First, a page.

For years President Andrew Jackson was locked in a battle over Indian lands with a Cherokee chief. NPR’s Steve Inskeep on the history of that rivalry, how it led to the "Trail of Tears" and helped set the stage for the Civil War.
A panel talks about the U.S. foreign policy outlook for 2004, with a look at progress and challenges in Afghanistan and Iraq, the U.S. relationship with its traditional European allies, the importance of international developments to the upcoming presidential election, and much more.
- Robin Wright journalist, author and foreign policy analyst at the United States Institute of Peace. Her most recent book is "Dreams and Shadows: The Future of the Middle East."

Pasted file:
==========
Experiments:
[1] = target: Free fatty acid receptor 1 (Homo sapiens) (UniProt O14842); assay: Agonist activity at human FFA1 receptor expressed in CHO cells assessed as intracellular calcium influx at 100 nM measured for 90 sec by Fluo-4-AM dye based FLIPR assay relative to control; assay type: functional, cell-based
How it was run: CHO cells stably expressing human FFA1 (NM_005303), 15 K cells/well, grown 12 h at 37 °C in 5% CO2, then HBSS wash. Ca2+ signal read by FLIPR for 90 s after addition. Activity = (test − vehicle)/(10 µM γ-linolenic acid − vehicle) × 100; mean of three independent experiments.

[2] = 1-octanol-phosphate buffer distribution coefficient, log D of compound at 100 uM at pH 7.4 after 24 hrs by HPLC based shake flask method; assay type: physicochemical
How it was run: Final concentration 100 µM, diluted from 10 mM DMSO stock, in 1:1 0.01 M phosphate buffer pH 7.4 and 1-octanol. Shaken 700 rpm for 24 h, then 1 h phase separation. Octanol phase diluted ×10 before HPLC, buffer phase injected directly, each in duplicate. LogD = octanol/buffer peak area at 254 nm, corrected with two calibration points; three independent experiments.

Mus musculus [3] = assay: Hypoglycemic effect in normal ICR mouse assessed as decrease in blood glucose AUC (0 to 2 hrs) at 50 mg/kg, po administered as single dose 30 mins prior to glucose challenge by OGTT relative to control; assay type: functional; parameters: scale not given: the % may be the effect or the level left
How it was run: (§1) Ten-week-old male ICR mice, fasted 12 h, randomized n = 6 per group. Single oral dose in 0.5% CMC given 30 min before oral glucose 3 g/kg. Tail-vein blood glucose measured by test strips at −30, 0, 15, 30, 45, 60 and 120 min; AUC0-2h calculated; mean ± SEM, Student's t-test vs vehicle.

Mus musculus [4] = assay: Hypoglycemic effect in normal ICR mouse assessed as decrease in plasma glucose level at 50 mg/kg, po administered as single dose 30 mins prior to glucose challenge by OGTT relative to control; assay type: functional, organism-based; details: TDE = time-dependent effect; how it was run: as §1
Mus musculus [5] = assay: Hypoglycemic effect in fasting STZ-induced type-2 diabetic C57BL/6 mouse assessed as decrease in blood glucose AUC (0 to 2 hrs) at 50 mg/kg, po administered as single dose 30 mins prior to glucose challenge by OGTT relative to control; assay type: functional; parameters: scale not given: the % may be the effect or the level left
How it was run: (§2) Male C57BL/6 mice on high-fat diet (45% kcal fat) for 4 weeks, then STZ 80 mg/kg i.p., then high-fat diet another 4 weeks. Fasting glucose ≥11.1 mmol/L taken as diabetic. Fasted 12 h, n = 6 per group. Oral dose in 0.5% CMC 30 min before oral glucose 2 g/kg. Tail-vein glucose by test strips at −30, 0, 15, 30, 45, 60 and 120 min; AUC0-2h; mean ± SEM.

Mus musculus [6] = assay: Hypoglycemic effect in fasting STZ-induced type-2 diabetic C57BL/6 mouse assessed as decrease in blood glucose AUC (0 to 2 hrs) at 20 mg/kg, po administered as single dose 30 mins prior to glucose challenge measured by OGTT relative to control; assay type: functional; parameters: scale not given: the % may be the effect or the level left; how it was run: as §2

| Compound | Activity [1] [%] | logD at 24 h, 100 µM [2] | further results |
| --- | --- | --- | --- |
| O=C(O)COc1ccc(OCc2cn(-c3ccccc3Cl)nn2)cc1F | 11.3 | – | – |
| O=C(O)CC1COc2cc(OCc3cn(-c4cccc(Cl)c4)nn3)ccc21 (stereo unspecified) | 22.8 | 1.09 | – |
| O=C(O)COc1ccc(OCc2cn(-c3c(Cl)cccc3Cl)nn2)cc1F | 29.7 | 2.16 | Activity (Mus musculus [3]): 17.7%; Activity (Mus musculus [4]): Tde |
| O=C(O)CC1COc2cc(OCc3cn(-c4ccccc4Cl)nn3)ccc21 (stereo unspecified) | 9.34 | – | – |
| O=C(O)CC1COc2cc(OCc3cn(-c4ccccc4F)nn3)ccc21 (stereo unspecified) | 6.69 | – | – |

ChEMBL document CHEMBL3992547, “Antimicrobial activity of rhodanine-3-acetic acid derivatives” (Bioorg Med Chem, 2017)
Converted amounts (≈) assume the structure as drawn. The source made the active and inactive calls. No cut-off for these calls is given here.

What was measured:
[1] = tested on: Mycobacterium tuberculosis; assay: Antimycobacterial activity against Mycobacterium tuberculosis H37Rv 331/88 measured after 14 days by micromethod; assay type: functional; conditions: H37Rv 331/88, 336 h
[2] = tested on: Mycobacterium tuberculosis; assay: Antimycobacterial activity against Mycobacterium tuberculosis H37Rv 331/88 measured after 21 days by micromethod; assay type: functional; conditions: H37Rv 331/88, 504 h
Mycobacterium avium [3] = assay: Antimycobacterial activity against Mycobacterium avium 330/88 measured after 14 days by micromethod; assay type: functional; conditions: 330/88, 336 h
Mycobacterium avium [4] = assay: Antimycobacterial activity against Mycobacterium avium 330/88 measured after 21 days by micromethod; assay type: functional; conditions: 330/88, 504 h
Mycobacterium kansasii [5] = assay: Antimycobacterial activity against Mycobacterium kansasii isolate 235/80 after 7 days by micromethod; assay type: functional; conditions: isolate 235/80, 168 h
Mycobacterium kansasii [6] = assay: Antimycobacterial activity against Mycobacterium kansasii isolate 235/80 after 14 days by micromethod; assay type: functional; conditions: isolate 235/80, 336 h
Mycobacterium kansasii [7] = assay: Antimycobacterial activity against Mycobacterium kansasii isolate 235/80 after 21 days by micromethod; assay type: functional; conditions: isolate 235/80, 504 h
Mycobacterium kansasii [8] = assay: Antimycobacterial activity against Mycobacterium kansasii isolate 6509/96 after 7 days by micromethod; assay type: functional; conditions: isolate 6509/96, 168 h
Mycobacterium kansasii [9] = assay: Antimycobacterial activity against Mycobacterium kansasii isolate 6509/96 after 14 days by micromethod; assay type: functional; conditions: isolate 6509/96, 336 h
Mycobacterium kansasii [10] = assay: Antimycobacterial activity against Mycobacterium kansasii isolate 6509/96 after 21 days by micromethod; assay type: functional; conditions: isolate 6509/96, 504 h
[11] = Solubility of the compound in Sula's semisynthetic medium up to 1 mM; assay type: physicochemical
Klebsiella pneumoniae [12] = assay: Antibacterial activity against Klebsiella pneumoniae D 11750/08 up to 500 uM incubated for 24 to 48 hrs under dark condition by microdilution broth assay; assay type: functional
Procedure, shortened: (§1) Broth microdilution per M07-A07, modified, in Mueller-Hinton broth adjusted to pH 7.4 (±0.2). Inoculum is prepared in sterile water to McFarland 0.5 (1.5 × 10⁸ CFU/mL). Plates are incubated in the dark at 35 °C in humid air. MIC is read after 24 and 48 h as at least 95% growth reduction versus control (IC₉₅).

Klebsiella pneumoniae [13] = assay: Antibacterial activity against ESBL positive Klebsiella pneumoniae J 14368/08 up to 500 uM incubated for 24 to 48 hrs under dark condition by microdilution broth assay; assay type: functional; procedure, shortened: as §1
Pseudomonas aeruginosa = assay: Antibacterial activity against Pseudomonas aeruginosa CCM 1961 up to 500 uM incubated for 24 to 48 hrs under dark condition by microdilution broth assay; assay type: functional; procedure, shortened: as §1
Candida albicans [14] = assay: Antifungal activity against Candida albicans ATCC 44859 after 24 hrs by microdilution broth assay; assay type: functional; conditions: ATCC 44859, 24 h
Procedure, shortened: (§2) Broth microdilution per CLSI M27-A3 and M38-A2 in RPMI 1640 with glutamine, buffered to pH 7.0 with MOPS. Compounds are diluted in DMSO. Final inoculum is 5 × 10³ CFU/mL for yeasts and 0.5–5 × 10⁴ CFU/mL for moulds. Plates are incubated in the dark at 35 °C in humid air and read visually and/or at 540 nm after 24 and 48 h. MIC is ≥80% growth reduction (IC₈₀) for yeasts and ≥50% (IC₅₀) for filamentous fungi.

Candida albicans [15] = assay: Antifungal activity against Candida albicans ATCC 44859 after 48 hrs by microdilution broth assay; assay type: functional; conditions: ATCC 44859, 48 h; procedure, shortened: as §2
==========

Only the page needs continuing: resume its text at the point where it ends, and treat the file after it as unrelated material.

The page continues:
- John Parker Washington bureau chief for "The Economist"
Most Recent Shows
Los Angeles voted to increase its minimum wage to $15 an hour. Dozens of other cities have passed or are considering similar measures. We dive into the debate over minimum wage laws across the country.
About 24 million Americans suffer from an eating disorder. Anorexia is among the hardest to treat. We hear one young woman's struggle with the disease, told from her perspective and her mother's.
The Islamic State terrorist group captures the key Iraqi city of Ramadi and establishes a stronger foothold in Libya. We get an update on the latest battles for territorial control and questions over U.S. strategy.